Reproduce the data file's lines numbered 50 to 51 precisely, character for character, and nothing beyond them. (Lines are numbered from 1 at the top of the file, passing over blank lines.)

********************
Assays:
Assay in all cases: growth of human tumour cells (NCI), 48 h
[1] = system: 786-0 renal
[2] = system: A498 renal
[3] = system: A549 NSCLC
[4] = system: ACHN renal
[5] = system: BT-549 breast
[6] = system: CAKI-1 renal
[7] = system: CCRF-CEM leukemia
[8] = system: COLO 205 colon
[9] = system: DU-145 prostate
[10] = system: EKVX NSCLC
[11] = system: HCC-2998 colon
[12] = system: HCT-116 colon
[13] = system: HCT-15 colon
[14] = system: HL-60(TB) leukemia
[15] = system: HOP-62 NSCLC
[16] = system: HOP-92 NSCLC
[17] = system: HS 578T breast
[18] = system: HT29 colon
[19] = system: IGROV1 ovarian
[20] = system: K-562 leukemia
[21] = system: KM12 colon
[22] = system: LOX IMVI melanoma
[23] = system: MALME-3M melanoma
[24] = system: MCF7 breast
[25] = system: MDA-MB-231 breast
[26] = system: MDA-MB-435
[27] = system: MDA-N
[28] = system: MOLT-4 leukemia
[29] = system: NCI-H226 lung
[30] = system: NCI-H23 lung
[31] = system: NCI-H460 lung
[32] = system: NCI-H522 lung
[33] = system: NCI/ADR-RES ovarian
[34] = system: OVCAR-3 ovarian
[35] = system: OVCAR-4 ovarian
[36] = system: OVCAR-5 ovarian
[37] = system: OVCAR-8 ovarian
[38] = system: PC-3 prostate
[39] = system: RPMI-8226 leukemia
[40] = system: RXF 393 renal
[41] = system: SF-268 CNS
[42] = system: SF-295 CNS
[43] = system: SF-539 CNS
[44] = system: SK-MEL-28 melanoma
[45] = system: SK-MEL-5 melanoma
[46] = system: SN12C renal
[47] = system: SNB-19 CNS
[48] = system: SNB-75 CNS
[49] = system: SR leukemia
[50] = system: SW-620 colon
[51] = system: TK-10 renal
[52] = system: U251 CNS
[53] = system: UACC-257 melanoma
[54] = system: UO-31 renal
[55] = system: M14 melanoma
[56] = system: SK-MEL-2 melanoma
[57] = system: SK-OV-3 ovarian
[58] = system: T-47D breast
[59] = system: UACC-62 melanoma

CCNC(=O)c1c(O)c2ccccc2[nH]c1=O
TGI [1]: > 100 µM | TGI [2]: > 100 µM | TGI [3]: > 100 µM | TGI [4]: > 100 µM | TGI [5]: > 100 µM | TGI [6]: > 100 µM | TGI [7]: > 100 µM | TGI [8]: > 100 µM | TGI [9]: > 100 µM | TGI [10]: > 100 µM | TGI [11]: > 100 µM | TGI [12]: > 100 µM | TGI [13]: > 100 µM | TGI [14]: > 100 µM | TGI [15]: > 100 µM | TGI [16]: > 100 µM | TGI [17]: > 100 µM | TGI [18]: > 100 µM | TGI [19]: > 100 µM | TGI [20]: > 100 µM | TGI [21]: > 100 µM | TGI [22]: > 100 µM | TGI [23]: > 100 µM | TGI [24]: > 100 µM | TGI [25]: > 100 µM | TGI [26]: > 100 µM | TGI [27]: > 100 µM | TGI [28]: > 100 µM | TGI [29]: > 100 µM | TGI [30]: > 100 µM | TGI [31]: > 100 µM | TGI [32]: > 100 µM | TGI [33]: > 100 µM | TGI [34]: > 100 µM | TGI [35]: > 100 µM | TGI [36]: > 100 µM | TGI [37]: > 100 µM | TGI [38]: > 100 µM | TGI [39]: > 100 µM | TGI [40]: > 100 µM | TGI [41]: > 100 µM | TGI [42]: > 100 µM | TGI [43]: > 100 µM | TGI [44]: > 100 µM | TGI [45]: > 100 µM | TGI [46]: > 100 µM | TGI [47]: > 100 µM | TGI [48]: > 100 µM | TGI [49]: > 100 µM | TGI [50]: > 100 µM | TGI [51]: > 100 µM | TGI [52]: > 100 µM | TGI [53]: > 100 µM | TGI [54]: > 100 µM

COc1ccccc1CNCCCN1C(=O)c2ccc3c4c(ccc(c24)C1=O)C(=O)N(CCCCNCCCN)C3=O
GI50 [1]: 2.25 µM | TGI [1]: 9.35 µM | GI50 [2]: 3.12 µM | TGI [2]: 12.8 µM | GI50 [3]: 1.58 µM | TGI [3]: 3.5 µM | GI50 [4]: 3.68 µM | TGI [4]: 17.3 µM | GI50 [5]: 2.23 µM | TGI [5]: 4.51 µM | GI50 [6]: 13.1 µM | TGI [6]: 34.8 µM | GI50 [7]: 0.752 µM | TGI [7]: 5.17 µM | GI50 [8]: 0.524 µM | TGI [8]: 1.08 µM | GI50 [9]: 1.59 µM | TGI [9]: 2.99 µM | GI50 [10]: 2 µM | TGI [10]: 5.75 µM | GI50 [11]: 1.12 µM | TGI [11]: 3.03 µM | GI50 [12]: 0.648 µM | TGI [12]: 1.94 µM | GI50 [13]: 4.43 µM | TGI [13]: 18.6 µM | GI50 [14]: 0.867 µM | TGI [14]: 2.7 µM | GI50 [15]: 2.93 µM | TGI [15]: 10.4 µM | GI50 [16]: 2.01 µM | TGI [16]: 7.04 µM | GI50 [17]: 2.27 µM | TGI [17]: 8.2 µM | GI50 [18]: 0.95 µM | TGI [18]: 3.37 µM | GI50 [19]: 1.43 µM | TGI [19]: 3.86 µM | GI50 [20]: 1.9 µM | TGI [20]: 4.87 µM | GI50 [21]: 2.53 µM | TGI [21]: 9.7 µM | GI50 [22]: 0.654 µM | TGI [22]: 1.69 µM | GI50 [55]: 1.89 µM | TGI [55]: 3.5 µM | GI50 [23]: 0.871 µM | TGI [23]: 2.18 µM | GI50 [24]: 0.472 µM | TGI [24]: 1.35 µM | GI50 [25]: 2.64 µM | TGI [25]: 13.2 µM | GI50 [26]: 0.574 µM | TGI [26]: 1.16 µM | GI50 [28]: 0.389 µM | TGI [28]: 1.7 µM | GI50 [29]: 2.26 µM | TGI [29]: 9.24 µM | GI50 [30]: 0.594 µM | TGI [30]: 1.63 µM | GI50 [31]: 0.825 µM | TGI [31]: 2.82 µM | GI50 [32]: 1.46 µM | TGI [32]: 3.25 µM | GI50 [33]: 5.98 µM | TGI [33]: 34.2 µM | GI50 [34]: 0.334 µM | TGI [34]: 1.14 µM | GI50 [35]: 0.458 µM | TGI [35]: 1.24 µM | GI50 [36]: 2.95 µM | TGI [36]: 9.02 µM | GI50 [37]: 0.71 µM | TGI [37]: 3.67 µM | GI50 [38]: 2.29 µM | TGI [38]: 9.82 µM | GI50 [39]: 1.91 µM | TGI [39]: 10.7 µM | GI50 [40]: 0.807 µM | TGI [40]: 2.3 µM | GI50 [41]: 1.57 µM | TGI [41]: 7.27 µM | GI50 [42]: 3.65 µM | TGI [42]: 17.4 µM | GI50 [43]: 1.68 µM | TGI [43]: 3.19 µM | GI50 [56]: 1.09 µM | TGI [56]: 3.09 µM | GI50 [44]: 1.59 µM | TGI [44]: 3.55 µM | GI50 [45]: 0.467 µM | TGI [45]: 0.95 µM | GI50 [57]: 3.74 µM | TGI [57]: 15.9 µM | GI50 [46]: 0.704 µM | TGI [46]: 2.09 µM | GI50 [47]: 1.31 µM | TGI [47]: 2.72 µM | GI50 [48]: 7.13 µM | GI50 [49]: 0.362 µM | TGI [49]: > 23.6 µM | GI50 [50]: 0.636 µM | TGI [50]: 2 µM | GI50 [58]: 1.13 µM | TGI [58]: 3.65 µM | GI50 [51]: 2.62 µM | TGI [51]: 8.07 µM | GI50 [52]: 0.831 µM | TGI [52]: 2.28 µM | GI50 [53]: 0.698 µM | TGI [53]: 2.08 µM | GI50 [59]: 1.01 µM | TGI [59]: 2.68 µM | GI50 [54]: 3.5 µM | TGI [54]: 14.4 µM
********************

[48] = system: SNB-75 CNS
[49] = system: SR leukemia